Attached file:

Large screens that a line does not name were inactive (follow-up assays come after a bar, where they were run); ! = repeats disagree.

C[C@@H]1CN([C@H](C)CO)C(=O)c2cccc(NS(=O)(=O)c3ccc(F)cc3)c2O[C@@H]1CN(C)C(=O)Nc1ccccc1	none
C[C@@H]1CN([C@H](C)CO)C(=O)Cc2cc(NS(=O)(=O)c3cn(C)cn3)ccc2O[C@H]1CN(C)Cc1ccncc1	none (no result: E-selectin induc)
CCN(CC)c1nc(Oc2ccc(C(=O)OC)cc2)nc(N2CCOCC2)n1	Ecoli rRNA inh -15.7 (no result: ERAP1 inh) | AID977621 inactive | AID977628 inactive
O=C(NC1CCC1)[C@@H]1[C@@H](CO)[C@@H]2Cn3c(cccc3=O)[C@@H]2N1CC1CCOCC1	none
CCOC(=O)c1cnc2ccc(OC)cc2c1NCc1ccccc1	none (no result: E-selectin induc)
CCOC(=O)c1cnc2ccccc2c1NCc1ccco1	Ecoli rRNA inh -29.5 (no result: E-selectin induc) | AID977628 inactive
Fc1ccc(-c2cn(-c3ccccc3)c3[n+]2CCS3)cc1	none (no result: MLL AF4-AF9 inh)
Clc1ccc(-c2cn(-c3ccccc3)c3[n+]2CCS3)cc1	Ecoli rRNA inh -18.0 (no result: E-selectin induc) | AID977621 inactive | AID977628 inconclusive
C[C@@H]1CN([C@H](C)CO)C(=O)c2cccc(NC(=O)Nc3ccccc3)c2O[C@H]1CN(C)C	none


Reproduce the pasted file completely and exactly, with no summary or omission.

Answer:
Large screens that a line does not name were inactive (follow-up assays come after a bar, where they were run); ! = repeats disagree.

C[C@@H]1CN([C@H](C)CO)C(=O)c2cccc(NS(=O)(=O)c3ccc(F)cc3)c2O[C@@H]1CN(C)C(=O)Nc1ccccc1	none
C[C@@H]1CN([C@H](C)CO)C(=O)Cc2cc(NS(=O)(=O)c3cn(C)cn3)ccc2O[C@H]1CN(C)Cc1ccncc1	none (no result: E-selectin induc)
CCN(CC)c1nc(Oc2ccc(C(=O)OC)cc2)nc(N2CCOCC2)n1	Ecoli rRNA inh -15.7 (no result: ERAP1 inh) | AID977621 inactive | AID977628 inactive
O=C(NC1CCC1)[C@@H]1[C@@H](CO)[C@@H]2Cn3c(cccc3=O)[C@@H]2N1CC1CCOCC1	none
CCOC(=O)c1cnc2ccc(OC)cc2c1NCc1ccccc1	none (no result: E-selectin induc)
CCOC(=O)c1cnc2ccccc2c1NCc1ccco1	Ecoli rRNA inh -29.5 (no result: E-selectin induc) | AID977628 inactive
Fc1ccc(-c2cn(-c3ccccc3)c3[n+]2CCS3)cc1	none (no result: MLL AF4-AF9 inh)
Clc1ccc(-c2cn(-c3ccccc3)c3[n+]2CCS3)cc1	Ecoli rRNA inh -18.0 (no result: E-selectin induc) | AID977621 inactive | AID977628 inconclusive
C[C@@H]1CN([C@H](C)CO)C(=O)c2cccc(NC(=O)Nc3ccccc3)c2O[C@H]1CN(C)C	none